This article first appeared in the Spokesman-Review on September 11, 2021. Article by Emma Epperly, Photos by Jesse Tinsley.
Children play among lush green pine trees as hikers come off the John Wayne Trail to pick up lunch and a U.S. Postal Service truck rumbles by – that’s what leaders in the Malden recovery effort dream a typical summer day will look like a few years down the road.
Residents and leaders alike have big hopes for the burned-out town tucked between the rolling hills of the Palouse.
At the first anniversary of the Babb Road Fire, which claimed 80% of the homes in Malden and Pine City, only a handful of houses have been rebuilt. The real progress was in the planning, said Mayor Dan Harwood.
A series of updates and upgrades are needed for town infrastructure and municipal codes to prevent the town from once again falling into disrepair, Harwood said. The infrastructure upgrades will take time but Harwood hopes it will entice longtime residents and newcomers to build in the area, providing a stable future for the rural town.
Debris from the fire is gone, after a state contractor wrapped up testing and clearing the majority of the land in town. The clean up allowed residents to begin planning their new homes but a few hiccups quickly arose.
Most of the lots in town are too small for modern septic systems. Harwood plans to install a sewer system and upgrade the town’s water system so residents can rebuild.
He plans for the water system upgrade to be completed in the next three years. Phase 1 is set to start this fall.
“That water will give us protection,” Harwood said, addressing many residents’ fears of future fires.
Installation of fiber optic cable is also set to begin this fall to provide every lot in town with high speed internet. Internet access will allow people to enjoy rural life while working from home, Harwood said.
He hopes to have the new sewer system installed in the next few years, which would allow more families to build on the smaller lots that were zoned in the early 1900s. Harwood also expects to have the town hall and fire station rebuilt into a public service building using the town’s insurance payout and a $900,000 award from the Washington State Department of Commerce.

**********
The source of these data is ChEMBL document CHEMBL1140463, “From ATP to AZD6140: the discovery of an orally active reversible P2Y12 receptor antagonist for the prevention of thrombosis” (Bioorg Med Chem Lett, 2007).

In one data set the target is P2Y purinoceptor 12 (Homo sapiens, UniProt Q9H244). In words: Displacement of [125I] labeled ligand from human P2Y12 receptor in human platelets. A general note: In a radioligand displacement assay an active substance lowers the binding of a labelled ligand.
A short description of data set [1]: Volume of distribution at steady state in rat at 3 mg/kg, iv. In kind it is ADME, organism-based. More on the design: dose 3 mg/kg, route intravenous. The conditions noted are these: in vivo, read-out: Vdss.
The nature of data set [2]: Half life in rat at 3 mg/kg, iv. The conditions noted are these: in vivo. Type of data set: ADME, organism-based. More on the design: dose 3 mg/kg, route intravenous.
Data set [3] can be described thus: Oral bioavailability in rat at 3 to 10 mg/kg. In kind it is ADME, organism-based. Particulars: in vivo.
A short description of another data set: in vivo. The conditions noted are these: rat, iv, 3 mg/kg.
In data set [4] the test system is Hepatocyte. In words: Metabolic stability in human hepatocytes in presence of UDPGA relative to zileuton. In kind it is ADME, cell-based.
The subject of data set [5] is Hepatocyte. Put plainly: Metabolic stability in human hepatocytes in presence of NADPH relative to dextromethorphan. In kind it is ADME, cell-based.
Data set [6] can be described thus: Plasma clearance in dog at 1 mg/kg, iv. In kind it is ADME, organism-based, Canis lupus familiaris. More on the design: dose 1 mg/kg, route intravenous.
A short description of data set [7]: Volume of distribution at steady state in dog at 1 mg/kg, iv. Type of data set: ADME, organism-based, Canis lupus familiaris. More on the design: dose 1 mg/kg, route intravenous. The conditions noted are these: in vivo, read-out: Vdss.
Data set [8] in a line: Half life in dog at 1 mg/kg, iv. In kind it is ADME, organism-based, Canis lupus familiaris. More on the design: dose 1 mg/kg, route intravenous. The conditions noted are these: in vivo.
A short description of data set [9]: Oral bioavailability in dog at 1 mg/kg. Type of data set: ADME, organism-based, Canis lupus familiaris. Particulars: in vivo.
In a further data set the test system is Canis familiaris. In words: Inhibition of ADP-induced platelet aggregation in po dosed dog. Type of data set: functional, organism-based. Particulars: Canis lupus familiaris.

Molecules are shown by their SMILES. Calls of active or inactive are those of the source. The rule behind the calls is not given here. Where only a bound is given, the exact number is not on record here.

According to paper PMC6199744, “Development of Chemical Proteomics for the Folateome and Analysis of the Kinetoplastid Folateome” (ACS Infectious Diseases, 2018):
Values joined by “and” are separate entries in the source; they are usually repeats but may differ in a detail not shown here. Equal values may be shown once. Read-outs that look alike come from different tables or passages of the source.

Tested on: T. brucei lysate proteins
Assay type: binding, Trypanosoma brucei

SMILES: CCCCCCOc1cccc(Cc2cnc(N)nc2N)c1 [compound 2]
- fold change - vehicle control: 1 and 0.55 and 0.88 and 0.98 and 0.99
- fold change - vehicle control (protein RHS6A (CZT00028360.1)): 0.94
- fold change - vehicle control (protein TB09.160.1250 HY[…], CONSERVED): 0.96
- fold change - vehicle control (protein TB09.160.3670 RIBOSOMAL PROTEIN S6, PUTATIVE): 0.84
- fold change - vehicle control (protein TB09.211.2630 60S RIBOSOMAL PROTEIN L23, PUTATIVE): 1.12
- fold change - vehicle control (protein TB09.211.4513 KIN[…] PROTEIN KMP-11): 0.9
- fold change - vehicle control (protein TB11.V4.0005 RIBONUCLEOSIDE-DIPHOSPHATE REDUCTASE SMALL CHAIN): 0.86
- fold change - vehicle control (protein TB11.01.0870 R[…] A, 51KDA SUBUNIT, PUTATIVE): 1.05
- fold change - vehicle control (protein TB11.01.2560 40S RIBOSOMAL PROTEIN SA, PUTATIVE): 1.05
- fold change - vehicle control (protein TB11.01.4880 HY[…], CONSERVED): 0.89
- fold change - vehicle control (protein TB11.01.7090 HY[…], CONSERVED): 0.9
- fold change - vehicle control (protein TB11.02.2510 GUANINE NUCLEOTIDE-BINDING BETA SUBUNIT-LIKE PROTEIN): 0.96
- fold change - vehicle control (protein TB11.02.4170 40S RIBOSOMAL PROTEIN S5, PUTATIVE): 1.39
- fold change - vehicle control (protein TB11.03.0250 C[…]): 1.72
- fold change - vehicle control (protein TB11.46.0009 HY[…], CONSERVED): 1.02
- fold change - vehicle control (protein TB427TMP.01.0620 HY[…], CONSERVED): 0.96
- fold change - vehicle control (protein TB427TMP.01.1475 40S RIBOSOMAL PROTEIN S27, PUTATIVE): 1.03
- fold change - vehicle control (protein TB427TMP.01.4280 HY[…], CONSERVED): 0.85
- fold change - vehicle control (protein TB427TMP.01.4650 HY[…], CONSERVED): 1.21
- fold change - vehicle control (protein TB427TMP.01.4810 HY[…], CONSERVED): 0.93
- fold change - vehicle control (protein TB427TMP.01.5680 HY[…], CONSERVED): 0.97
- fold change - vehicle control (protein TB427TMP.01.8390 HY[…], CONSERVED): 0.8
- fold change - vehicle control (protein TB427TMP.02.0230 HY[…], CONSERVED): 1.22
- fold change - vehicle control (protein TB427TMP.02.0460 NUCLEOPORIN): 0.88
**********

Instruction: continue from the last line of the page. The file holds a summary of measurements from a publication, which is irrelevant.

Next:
The Postal Service has promised to open again after the town’s historic post office burned, Harwood said. He and Scott Hokonson, director of the Pine Creek Long Term Recovery Group, plan to have the community center built as well with an anonymous $400,000 donation to the group and grant funding.
The community building would host things like square dancing and club meetings, and could be rented for events like baby showers or weddings. It also could become a permanent home for the town’s food bank and library.
“Those things that bring a town together to make us who we are will be here,” Harwood said.
Up the street from the community center, a park designed by kids from the Spangle Pathfinders and Adventurers program, a Christian group similar to the Scouts, will be the perfect place for families to spend the afternoon.
The group toured Malden shortly after the fire and has continued to do community service in town, such as helping remove burned-out trees and handing out gift bags to residents. Scott Rivas has been a Pathfinders leader for the last three years, but his day job is at the engineering firm SCJ Alliance. Rivas and some co-workers donated their time to help design two park options with input from the kids in the group.
The kids have the best ideas because of the way they think, Rivas said. Pathfinder Sam Cromwell, 12, said he enjoys working on the park plans because it’s helping a community “regrow.”
“It kind of gives a foundation for a reason to come and rebuild Malden,” Cromwell said.
Rivas agreed: “It’s a place of healing.”
Grants from the Department of Commerce and the Center for Disaster Philanthropy will help with the project.
The town is collecting feedback on the design options that include features like a gazebo with plaques showing the history of the town, a baseball diamond, basketball court, and playground equipment.
“I see Malden being greener, more resilient, more inclusive and more communal and friendly,” said Hokonson of his hopes for the town.
Grant-writing help from a team at Catholic Charities is set to work on a slew of applications over the next five years in hopes of funding community projects, Hokonson said. He wants to create a business incubator that would encourage entrepreneurship in Malden residents and hopefully bring a business or two into town. The housing market in Washington is tight right now with new properties snatched off the market as quickly as they’re listed.
Only a 30-minute drive from Spokane, Malden could become a bedroom community for the city, providing affordable starter homes for young families, Hokonson said. He doesn’t expect Malden to see significant growth but reaching a 1,000 residents would assure the town’s future, he said.
Hokonson and Harwood’s dreams of the future depend on a myriad of factors including the results of the 2021 election. Harwood is running to keep his seat as mayor and Hokonson is on the ballot for a town council position.
Their opponents, along with other candidates, said at a candidate forum in July they want Malden to return to the way it was before the fire and remain a small rural community.
The pair also acknowledge they can’t determine the direction of the town alone, residents have to buy in and help shape the area to keep a large enough tax base to maintain the municipal upgrades new residents will need to move into the area.
Despite the trials of navigating bureaucracy, both Hokonson and Harwood dream of having a thriving little town with a restaurant or a coffee shop and plenty of affordable housing.
“Why not make it a marquee place?” Hokonson said. “To show what can happen when people partner together, even during the worst of times?”